And it would have been easy for Newby to quit multiple times. He barely saw his carries rise from his freshman to sophomore year, from 54 to 67, stuck behind Ameer Abdullah and Imani Cross. 2015 brought a new offense and a new running backs coach, the perfect time for a player with a redshirt year to dip out and find a new program. Instead, Newby stuck around, worked on his craft under new coach Reggie Davis, and has truly become a very good all-around back in 2016. And he’s a drastically undervalued blocker, both in lead plays for Tommy Armstrong and in pass protection.
Perhaps most importantly, he saved the Huskers’ season no fewer than three times this year, turning 50/50 games into Nebraska wins by breaking off long runs and coming through with first downs in late game situations. That’s how you get 10+ win seasons, and I hope fans appreciate Newby’s three remaining games in scarlet and cream. I’m certain we’ll miss him more than most know right now.
8 thoughts on “Charting Minnesota – Too Many Athletes in Red”
Totally agree on the Newby the assessment! Spot on! Keep the great reports coming! Not sure what there is to report on Maryland, as their fans seem to think if its within 20 at half, they will declare victory. That concerns me as a Husker fan. This Husker team needs to bring focus & attention to every opponent.
I’m referring the third “picture window.” It has a heading called “Read: 3”
The picture window shows Tommy Armstrong’s last TD against Minnesota. You call the play a “Read.” I won’t argue with you, but it has elements of the wishbone triple option.
The back is diving straight ahead [not across the formation like in the “zone read”]. Tommy is reading the defensive end outside of our diving back. Tight End Carter is arcing to block the safety. There’s no pitch back, but otherwise this is very similar to what Texas and Oklahoma and dozens of other schools and hundreds of high schools ran in the wishbone days!
Absolutely correct. Zone read has, in many ways, evolved from the option game of old. The reason it is usually referred to as Zone Read or “read” for short, is that in dive option the FB or ‘dive back’ usually was hitting the A or B gap that the QB was also running toward. With Zone Read, the dive back (or the rb in this case) has the freedom to run traditional inside zone and has the potential to hit any of the 6 gaps on the line of scrimmage due to how the blocking is schematically taught.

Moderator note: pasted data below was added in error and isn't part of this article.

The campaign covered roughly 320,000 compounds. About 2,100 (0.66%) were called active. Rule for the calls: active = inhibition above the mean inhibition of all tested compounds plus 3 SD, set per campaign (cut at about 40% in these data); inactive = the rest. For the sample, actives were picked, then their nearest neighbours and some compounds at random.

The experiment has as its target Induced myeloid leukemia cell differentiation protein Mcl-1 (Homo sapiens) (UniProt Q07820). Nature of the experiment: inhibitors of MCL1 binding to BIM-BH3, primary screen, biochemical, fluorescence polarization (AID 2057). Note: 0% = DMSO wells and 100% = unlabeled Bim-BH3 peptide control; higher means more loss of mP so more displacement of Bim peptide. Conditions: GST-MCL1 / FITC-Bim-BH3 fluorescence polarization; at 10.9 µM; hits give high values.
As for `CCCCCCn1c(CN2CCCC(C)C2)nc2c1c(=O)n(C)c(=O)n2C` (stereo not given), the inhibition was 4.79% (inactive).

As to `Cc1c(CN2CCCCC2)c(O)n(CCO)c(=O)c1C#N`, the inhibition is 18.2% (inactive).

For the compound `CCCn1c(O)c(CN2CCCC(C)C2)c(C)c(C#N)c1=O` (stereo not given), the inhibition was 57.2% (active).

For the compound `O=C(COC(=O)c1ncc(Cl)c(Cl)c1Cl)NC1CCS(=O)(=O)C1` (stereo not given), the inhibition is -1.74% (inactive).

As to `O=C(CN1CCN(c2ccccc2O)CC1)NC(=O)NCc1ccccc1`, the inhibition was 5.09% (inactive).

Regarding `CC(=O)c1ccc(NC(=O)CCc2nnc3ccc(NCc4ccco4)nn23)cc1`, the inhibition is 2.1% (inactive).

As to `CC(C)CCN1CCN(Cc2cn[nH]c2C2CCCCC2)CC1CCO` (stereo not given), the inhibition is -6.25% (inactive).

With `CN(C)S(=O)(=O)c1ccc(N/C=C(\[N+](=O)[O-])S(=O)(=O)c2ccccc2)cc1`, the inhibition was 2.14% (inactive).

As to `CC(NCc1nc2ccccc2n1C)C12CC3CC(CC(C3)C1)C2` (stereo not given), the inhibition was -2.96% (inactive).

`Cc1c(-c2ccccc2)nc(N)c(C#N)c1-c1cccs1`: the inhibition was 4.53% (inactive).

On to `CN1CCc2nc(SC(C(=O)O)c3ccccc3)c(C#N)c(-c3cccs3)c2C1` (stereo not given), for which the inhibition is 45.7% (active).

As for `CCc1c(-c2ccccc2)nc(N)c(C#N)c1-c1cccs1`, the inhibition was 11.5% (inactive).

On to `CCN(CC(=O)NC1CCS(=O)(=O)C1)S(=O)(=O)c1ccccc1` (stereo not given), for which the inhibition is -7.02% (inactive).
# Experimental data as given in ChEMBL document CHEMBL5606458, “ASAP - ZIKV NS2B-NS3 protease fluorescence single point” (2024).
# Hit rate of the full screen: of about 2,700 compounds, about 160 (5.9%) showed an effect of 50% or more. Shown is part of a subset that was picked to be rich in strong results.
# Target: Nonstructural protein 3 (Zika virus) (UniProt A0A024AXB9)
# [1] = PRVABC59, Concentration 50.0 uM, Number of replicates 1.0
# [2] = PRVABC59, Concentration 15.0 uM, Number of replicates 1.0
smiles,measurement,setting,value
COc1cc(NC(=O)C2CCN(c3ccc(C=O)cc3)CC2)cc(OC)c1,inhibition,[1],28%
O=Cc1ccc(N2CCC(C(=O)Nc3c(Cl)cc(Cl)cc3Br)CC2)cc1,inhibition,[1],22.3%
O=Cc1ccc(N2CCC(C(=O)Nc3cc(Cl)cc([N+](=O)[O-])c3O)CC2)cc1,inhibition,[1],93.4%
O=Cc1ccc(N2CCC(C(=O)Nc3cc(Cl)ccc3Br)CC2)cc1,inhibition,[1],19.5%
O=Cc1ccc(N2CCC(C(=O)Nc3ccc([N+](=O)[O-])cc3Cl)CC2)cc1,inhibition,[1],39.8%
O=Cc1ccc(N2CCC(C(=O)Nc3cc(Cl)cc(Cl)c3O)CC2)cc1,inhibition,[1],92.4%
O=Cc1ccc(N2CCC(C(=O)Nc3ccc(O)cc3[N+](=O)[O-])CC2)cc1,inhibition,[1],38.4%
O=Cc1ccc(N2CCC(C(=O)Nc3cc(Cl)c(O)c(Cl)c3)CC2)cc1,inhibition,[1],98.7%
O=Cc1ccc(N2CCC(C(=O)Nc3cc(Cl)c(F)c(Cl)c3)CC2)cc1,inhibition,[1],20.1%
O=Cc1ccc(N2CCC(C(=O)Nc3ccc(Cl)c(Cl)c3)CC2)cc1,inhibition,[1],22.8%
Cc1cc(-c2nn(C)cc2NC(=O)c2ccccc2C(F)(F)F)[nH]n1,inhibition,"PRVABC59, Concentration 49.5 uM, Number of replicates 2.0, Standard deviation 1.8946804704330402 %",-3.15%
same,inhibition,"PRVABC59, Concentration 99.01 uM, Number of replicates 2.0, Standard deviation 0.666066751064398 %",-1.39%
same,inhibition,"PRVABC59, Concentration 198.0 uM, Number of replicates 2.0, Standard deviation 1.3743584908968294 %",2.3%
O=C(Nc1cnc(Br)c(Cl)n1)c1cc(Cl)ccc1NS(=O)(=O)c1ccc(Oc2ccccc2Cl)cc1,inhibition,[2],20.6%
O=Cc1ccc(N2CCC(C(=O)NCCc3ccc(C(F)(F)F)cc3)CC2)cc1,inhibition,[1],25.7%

One other worthy note – Nick Gates’ block wiping the 3 technique off the field definitely helps on the TD run. As RK pointed out, the beauty in this play design is the motion to the flats which freezes the defenders to that side weary of the constant screens Nebraska had thrown including unblocked safety. The execution scores the TD.
RK – one thing that still shocks me is that Minnesota scrape exchanged at all. I realize the Skers had success on the inside zone but they had proven to be incredibly inconsistent at it the last month. I would have figured they’d keep the DE for Tommy and make him hand it off the whole game, make Nebraska earn it inside.
Quick question: on the Newby screen you mention the “false leg.” Is this an actual technique taught to running backs? If so, could you explain? Based on context clues and the replay, my guess is it involves baiting a defender to hit a leg that isn’t weight bearing, thus minimizing balance and momentum loss. Is this the case? How is it coached?
Thanks. I love your stuff.
Quick question: You mention a “false leg” on Newby’s screen TD. Is this an actual move that running backs are taught and coached? If so, could you explain? Based on context and the replay, it looks like the RB tries to bait a defender into hitting a non-weight bearing leg to minimize loss of balance and momentum. If that’s right, how is it coached and drilled?
Love your work. Keep it up.
One thing I noticed that bothered me in this game was the few times we ran with a fullback it seemed like he would go through a different gap than the running back and the play would get stuffed. The one time I saw the FB actually lead through the hole it went for a first down. Is there some schematic reason for having the FB and RB hit different gaps or was the RB looking to take a cutback lane or what?
There is always a schematic justification to having a FB go into a different hole. If the FB / H always goes to the same hole, it makes it pretty easy for LB’s to scrape to the hole the RB is going because they just need to watch where he goes. By having the FB/H go to different locations it forces the RB to ‘read the triangle’ properly aka the guards to the backfield – which can cause them to be late to scrape to the RB.
RK – It wasn’t much of a surprise to me that they ran as many screens as they did. I think the screen game increase in playcalling was due LARGELY in part to the face Minnesota CB’s and alley players were constantly 8-12 yds off of the ball with 2 wr’s to their side. I would even go as far as to say that I think they should have ran those quick screens more because:
1 – Minnesota was inviting them to via coverage
2 – Tommy’s screen passes were straight $$$. His bubbles and slips had phenomenal accuracy.
3 – The S.P.’s were doing a great job blocking on nearly every one of them.